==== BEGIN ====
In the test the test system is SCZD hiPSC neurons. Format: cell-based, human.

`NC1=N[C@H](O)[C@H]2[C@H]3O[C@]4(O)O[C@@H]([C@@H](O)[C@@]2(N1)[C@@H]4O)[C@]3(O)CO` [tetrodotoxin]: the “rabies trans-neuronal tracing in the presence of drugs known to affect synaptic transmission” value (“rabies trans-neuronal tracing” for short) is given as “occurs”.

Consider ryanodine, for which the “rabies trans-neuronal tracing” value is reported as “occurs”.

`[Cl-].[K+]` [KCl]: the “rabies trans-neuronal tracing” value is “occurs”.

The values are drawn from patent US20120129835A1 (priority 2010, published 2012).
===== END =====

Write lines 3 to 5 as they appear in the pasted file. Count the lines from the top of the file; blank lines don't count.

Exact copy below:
Consider ryanodine, for which the “rabies trans-neuronal tracing” value is reported as “occurs”.

`[Cl-].[K+]` [KCl]: the “rabies trans-neuronal tracing” value is “occurs”.

The values are drawn from patent US20120129835A1 (priority 2010, published 2012).